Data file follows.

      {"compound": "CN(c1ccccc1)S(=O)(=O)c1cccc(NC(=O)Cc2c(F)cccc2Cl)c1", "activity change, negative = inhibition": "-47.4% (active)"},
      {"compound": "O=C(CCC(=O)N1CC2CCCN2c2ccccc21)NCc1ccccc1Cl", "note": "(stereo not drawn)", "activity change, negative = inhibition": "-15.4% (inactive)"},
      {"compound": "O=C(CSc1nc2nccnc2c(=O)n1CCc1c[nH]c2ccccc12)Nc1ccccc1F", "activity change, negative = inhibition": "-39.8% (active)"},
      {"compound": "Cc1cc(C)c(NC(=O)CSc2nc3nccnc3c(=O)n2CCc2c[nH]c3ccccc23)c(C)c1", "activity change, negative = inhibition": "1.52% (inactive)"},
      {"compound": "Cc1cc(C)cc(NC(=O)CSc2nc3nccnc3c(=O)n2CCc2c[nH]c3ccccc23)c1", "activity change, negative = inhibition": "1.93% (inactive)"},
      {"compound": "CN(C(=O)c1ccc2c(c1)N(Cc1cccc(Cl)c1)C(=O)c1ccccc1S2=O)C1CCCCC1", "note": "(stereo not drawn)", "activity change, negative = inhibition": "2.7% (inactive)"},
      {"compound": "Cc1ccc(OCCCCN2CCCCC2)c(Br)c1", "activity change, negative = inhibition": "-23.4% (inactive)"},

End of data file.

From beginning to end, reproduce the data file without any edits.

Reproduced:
      {"compound": "CN(c1ccccc1)S(=O)(=O)c1cccc(NC(=O)Cc2c(F)cccc2Cl)c1", "activity change, negative = inhibition": "-47.4% (active)"},
      {"compound": "O=C(CCC(=O)N1CC2CCCN2c2ccccc21)NCc1ccccc1Cl", "note": "(stereo not drawn)", "activity change, negative = inhibition": "-15.4% (inactive)"},
      {"compound": "O=C(CSc1nc2nccnc2c(=O)n1CCc1c[nH]c2ccccc12)Nc1ccccc1F", "activity change, negative = inhibition": "-39.8% (active)"},
      {"compound": "Cc1cc(C)c(NC(=O)CSc2nc3nccnc3c(=O)n2CCc2c[nH]c3ccccc23)c(C)c1", "activity change, negative = inhibition": "1.52% (inactive)"},
      {"compound": "Cc1cc(C)cc(NC(=O)CSc2nc3nccnc3c(=O)n2CCc2c[nH]c3ccccc23)c1", "activity change, negative = inhibition": "1.93% (inactive)"},
      {"compound": "CN(C(=O)c1ccc2c(c1)N(Cc1cccc(Cl)c1)C(=O)c1ccccc1S2=O)C1CCCCC1", "note": "(stereo not drawn)", "activity change, negative = inhibition": "2.7% (inactive)"},
      {"compound": "Cc1ccc(OCCCCN2CCCCC2)c(Br)c1", "activity change, negative = inhibition": "-23.4% (inactive)"},